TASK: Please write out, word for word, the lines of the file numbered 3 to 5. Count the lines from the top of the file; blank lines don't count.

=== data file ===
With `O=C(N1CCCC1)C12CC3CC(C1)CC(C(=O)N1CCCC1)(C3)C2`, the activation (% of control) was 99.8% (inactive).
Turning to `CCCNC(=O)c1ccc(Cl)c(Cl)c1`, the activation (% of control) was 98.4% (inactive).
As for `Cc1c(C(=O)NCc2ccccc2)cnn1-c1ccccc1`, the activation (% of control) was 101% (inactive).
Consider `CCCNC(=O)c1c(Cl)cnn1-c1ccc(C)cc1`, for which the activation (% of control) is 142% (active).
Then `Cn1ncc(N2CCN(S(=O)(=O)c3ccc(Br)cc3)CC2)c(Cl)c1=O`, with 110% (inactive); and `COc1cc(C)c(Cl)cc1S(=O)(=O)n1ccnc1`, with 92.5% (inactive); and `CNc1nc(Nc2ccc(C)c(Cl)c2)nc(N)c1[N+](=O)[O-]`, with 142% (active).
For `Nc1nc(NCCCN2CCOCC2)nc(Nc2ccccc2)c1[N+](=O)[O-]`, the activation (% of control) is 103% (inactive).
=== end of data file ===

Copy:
As for `Cc1c(C(=O)NCc2ccccc2)cnn1-c1ccccc1`, the activation (% of control) was 101% (inactive).
Consider `CCCNC(=O)c1c(Cl)cnn1-c1ccc(C)cc1`, for which the activation (% of control) is 142% (active).
Then `Cn1ncc(N2CCN(S(=O)(=O)c3ccc(Br)cc3)CC2)c(Cl)c1=O`, with 110% (inactive); and `COc1cc(C)c(Cl)cc1S(=O)(=O)n1ccnc1`, with 92.5% (inactive); and `CNc1nc(Nc2ccc(C)c(Cl)c2)nc(N)c1[N+](=O)[O-]`, with 142% (active).